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EU-Africa Summit 2014: Of protocol, platitudes and promises…

Current Affairs

EU-Africa Summit 2014: Of protocol, platitudes and promises…

For the EU, the importance of Africa’s economies became ever clearer. These were markets on their doorsteps – markets that represented the remarkable potential of a rapidly emerging middle class hungry for the consumer goods that the EU could supply.

And Africa also represented economies that could supply the raw resources to keep their factories operating. The problem though was that increasingly, the emerging economies of China, India, Brazil and others were eating what was, historically, Europe’s lunch.

But the EU made little mention of this uncomfortable reality at the summit. Rather, the Europeans focussed on the assistance they have provided to sub-Saharan Africa. The EU stated, for example, that, thanks to their aid, 3.4 million Africans received education and training between 2007 and 2013. And 600 research projects in 46 African countries were financed, to the tune of €178m, in the fields of food security, climate change, health and energy.

The EU was anxious to reiterate that Europe remains Africa’s biggest development partner. The Europeans claim that from 2007 to 2013, the EU collectively, and its member states independently, provided more than  €140 billion in aid to support Africa’s development. In 2012, despite adverse economic developments at home, EU member states committed over €18.5bn of ODA, representing 45% of global ODA to Africa. 

And the EU insists, trade between the two continents continues to grow. Between 2007 and 2012, EU imports from Africa increased by 46%. In 2012, the EU imported African goods worth €187bn.

Nevertheless, if hydrocarbons are stripped out of the statistics, the picture looks a lot less positive, and as the EU itself admits, the $187bn figure is less than 10% of the total EU imports originating from outside the EU. Yet African imports from the EU amounted to more than €150bn in 2012, or 34% of Africa’s total imports.

These facts undoubtedly underpin the EU’s interest in ensuring that Africa’s peace and stability is maintained. It would be unfair to suggest that the EU has no humanitarian concerns in this regard, but the fact remains that it is in their interest to safeguard their markets.

The EU (alongside the UN which was represented in Brussels by the Secretary-General Ban Ki-moon) has been supportive of Africa’s own efforts, at regional and continental levels, to develop its own capacity to manage, resolve and prevent crises.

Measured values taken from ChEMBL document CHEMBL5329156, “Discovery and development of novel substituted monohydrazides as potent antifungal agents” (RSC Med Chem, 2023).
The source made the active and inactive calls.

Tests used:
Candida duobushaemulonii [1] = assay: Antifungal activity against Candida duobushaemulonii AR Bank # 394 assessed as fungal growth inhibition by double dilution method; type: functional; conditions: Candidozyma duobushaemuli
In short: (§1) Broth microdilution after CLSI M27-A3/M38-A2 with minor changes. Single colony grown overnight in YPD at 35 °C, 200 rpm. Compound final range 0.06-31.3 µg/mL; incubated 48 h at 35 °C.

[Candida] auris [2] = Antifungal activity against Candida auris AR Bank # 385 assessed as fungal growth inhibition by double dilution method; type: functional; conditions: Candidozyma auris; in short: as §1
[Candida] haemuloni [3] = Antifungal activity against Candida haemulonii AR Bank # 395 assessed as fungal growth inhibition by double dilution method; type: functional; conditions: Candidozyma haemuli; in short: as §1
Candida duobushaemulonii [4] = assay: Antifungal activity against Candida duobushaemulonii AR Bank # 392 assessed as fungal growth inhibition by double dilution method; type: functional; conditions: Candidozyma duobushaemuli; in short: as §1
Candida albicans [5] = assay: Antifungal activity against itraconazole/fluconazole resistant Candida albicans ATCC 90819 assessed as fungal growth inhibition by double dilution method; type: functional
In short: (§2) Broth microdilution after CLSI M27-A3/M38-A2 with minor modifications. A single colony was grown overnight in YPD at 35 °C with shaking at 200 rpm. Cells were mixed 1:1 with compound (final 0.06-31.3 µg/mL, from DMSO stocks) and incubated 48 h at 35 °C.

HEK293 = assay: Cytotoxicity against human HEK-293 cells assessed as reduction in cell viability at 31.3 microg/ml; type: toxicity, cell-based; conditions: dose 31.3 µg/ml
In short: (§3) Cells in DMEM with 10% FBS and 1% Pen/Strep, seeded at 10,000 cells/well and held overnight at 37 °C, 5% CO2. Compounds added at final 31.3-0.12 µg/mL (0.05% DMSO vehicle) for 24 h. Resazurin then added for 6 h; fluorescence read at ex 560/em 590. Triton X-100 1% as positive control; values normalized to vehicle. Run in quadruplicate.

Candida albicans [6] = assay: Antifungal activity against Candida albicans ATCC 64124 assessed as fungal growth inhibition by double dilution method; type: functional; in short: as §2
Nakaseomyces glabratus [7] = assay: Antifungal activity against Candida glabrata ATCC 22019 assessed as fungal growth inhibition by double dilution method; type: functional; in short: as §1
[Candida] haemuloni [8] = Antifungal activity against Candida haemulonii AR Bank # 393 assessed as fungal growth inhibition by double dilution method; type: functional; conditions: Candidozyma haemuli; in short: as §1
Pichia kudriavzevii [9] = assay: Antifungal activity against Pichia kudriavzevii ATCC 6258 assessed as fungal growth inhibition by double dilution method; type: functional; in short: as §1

Through the African Peace Facility (APF), the EU has contributed more than €1.2bn since 2004 to help finance many ongoing Africa-led Peace Support Operations – €575m has been committed to AMISOM in Somalia; €50m to MISCA in the Central African Republic (CAR); and €2m for the Regional Cooperation Initiative against the Lord’s Resistance Army. In addition, more than €440m was provided by the EU to six completed missions in Sudan, the Comoros, CAR and Mali. 

Since being established in 2009, the APF’s Early Response Mechanism has allowed the EU to support 21 African-led actions in the area of conflict prevention such as first stages of mediation activities, fact-finding missions and planning of Peace Support Operations. Last year the EU was particularly busy in this regard. In 2013, the APF financed seven initiatives in the Sahel region, Sudan and South Sudan, DRCongo, Mali, CAR and Somalia, amounting to the expenditure of €6.7m.

With regard to the situation in the CAR, Major General Philippe Pontiès, the operation commander for the EU military in that country, gave a press briefing during the Brussels summit.

He acknowledged before the first EU troops arrived, many “question marks” remained. The EU is dispatching a mission of around 500 troops for six months to go to the CAR’s capital Bangui, and its surrounding areas including the airport. The idea is to secure several districts in and around Bangui, including the main roads in and out of those areas, allowing people to return home, and ensure the supply of humanitarian supplies. These “pilot districts” can then be replicated on a larger scale when the full UN force arrives in September. To achieve that, EU troops will need to be “highly visible,” Pontiès said. 

Significantly, Chad’s President Idriss Déby, who was attending the EU-Africa event, chose the last day of the Brussels summit to announce that the 850 Chadian troops that were in CAR would be withdrawn. This followed allegations that they had fired indiscriminately on civilians in a Bangui market, killing at least 32.

Looking ahead, many are foreseeing more conflicts erupting and expanding as water and food insecurity afflicts Africa. That is certainly the opinion of the World Bank president Jim Yong Kim who, speaking in Washington DC, suggested that one way to counter global warming was to develop climate-smart agriculture.

He predicted that tension over resources would result from inaction over global warming. “Fights over water and food are going to be the most significant direct impacts of climate change in the next five to 10 years. There’s just no question about it,” he warned.

Given that the latest report from the UN’s Intergovernmental Panel on Climate Change (IPCC) was published less than a week before the Brussels summit drew a connection between climate change, food scarcity, and conflict, Africa is clearly at great risk as its ability to feed its people will be heavily compromised.

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